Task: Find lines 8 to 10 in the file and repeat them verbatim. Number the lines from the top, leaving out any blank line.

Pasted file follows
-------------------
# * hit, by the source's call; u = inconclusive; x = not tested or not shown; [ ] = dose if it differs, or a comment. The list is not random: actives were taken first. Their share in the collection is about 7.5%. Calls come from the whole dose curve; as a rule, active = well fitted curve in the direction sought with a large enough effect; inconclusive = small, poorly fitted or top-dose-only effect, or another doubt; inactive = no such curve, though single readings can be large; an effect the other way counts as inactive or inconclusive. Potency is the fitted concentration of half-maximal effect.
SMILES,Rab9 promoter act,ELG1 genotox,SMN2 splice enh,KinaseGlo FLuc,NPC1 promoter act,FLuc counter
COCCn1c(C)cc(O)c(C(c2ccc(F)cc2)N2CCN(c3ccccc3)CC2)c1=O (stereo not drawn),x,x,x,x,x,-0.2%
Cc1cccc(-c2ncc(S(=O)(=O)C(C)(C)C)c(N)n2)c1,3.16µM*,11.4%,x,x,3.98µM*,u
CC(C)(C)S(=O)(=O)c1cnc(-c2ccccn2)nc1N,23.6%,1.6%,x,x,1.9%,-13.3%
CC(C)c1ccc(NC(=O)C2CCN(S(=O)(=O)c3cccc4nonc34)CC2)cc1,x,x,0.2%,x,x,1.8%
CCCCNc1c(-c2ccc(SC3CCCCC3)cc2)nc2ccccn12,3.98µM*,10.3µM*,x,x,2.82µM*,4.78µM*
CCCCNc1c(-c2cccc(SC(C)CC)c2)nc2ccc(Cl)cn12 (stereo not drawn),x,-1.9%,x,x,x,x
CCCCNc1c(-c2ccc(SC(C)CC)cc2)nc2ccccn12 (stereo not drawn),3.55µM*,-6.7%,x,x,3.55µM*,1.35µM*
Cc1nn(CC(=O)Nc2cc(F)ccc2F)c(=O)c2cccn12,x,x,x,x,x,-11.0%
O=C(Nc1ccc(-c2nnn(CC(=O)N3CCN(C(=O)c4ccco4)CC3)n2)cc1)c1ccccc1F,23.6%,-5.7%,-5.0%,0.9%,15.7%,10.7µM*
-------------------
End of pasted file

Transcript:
CCCCNc1c(-c2cccc(SC(C)CC)c2)nc2ccc(Cl)cn12 (stereo not drawn),x,-1.9%,x,x,x,x
CCCCNc1c(-c2ccc(SC(C)CC)cc2)nc2ccccn12 (stereo not drawn),3.55µM*,-6.7%,x,x,3.55µM*,1.35µM*
Cc1nn(CC(=O)Nc2cc(F)ccc2F)c(=O)c2cccn12,x,x,x,x,x,-11.0%